Barkeep? Gimme another drink.

No, I have not had enough yet!

What’re you doing here in the middle of the day, pal?

Sally sent you? To bring me home?

That’s not going to work. I got business I need to handle.

This thing? It’s magical. Got it from Esmerelda. You know, the witch on Drinking Water Lane. (more…)

How We Write – Future Tense

The prompts for this story were grand, judgment, and stone hammer. The prompt, grand, reminded Kyros of the Grand Canal in Venice because he had just come back from a vacation there. The prompt, judgment, immediately made both Kyros and Orion think of tarot cards because they both use them occasionally. That left the stone hammer. Being fans of Viking culture, Orion and Kyros always liked Thor’s hammer necklaces. Kyros also remembered that the Eight of Pentacles in the Morgan-Greer Tarot deck has a stonemason using a hammer.

Our story of a woman on vacation getting a tarot card reading unspooled from there, as did the plot, a nice little romance.



“The first position indicates your past year.” The tarot reader tossed her hair back as she turned over the first of the five star-covered cards to reveal a medieval workman at his bench. “The Eight of Pentacles. Hmmm. It looks like you’ve been working too much, my dear.”

Oh, she has no idea, Elizabeth thought to herself. This last year’s been nothing but work! Well, maybe not all. A wry smile came to her lips. There’s always Jason. Though all we’ve done lately is fight… She let that thought trail off, giving her mind a shake. This business meeting in Venice was the perfect excuse to take him somewhere he’d never been before. Hopefully, this beautiful setting will help rekindle our romance. C’mon, what’s more romantic than the Grand Canal?


How We Write – Life Like the Movies

We had two sets of prompts for this story, the ones we normally get from Orion’s Writer’s Kickstart group (If you want time, The end of the bridge, Jinxed) and the ones from the writing group she started in her apartment building (Historian, Identifiable face in the clouds). While we don’t usually have this abundance of prompts, the combination dovetailed into a story quite nicely.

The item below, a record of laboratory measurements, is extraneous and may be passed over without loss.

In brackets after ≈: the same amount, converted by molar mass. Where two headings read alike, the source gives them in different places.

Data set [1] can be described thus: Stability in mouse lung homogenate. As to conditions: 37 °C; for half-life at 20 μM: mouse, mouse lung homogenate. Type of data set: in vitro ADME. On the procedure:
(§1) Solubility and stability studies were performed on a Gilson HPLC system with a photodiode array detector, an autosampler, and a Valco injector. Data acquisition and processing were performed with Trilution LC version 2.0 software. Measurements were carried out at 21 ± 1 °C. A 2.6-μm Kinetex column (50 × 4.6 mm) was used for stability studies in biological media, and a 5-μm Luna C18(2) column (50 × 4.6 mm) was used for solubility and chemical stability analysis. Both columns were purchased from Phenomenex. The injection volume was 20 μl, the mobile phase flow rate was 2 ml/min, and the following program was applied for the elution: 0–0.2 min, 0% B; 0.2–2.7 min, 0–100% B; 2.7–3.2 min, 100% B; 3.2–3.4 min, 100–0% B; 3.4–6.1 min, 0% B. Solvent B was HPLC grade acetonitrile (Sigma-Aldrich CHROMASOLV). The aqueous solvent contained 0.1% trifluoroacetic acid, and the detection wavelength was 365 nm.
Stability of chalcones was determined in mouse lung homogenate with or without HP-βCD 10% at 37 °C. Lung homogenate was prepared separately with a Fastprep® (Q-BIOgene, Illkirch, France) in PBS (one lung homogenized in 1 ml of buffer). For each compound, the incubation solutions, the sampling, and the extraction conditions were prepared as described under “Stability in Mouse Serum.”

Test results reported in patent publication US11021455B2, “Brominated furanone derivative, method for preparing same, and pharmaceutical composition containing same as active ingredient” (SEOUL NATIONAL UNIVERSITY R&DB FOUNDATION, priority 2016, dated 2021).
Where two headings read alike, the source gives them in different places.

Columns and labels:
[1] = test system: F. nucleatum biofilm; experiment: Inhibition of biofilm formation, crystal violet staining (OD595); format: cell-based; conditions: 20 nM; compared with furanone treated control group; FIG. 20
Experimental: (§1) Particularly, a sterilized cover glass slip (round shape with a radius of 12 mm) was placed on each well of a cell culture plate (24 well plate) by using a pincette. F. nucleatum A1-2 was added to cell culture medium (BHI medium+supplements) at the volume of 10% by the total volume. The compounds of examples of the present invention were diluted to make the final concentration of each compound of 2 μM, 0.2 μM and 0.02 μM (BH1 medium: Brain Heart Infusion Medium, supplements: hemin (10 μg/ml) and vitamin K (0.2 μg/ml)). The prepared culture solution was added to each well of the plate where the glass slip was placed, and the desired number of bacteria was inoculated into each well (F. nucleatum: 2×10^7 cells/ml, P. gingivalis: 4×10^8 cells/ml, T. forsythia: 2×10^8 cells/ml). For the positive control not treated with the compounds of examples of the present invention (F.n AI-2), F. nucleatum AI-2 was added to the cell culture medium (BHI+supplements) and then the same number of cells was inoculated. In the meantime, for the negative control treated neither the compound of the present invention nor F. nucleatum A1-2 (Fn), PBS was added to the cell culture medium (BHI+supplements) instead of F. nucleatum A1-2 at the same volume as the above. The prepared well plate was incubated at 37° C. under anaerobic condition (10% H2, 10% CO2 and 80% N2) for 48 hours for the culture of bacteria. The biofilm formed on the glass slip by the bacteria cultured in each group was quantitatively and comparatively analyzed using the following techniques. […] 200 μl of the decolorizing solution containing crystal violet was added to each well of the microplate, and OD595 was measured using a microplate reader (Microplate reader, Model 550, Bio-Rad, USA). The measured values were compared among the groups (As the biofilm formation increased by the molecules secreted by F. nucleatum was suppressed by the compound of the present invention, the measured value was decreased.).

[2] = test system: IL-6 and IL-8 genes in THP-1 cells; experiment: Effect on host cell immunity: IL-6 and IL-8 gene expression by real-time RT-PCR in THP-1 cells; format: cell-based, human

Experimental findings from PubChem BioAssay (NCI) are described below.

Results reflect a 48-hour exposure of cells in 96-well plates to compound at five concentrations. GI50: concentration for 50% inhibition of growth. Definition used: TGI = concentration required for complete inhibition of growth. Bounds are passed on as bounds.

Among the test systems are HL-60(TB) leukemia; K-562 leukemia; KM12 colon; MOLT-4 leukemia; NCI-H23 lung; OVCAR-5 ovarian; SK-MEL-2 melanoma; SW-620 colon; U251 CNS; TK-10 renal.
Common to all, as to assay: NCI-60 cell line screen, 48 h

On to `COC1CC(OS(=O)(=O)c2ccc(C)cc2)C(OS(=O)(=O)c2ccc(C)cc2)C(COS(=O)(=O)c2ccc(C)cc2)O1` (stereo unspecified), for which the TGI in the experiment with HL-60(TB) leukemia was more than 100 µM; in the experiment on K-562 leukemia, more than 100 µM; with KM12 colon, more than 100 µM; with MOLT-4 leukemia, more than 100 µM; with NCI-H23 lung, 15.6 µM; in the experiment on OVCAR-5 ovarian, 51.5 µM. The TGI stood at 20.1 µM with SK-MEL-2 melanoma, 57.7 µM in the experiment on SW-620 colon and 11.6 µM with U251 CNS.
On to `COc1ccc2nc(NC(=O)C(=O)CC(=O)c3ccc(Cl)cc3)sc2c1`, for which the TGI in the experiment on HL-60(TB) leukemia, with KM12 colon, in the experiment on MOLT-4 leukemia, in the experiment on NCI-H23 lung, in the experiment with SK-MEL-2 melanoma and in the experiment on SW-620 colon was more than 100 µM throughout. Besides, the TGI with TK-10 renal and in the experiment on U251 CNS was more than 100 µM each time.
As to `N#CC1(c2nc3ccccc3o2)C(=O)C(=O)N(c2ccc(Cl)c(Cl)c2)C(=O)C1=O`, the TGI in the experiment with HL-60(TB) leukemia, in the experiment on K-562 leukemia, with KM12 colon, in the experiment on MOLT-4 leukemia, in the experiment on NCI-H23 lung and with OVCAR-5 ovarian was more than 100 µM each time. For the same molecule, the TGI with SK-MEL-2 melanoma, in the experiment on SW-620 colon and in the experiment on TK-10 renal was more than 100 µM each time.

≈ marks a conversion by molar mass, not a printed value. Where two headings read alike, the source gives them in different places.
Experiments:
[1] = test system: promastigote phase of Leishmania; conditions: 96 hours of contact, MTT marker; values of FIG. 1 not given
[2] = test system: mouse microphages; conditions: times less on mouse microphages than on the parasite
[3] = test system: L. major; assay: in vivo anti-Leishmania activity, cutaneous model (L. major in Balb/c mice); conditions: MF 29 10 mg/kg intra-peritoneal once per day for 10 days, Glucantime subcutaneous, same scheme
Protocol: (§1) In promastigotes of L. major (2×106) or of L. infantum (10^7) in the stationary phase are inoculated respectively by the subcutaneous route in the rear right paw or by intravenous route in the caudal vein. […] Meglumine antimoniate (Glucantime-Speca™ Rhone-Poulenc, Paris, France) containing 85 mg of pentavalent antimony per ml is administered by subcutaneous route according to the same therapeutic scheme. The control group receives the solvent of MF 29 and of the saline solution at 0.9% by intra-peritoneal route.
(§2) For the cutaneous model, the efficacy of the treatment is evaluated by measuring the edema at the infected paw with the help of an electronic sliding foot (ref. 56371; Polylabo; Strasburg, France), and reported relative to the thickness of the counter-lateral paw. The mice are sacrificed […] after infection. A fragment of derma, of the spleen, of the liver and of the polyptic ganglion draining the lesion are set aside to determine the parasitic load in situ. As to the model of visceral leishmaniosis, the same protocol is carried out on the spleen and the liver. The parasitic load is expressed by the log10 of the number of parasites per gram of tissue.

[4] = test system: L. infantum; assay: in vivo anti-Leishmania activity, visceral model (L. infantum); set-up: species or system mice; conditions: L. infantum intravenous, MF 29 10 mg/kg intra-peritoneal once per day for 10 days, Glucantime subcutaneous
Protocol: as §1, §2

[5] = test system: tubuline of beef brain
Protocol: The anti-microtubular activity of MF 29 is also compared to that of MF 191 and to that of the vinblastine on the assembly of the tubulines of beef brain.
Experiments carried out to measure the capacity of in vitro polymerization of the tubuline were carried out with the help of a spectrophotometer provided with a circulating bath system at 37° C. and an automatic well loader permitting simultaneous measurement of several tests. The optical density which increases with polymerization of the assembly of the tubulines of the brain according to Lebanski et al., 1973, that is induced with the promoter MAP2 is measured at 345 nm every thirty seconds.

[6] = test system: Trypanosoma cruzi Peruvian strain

We also employed the stricture of making the story exactly 500 words. Many of our stories fall pretty close to that, though few come in exactly at 500 words. These days, it seems hard to get them under a thousand! Editing short stories to 500 words proved to be an excellent way to learn to edit your own writing and to learn to see what is and isn’t necessary for a good short story. It also teaches you to cheat on the total! For example, you can use contractions to take the word count down.

We set this story in Peru because Kyros has always had a love for the Incan culture and knows a bit of their history. That country provided lots of chasms, bridges, and mist-shrouded valleys to play with.


“C’mon, Carlton. I just need a couple of weeks off. My sources say that last earthquake in Peru uncovered new Inca ruins. If I leave right away, I can be the first person on site. Think of the prestige Stockwell College gets if I discovered something new.”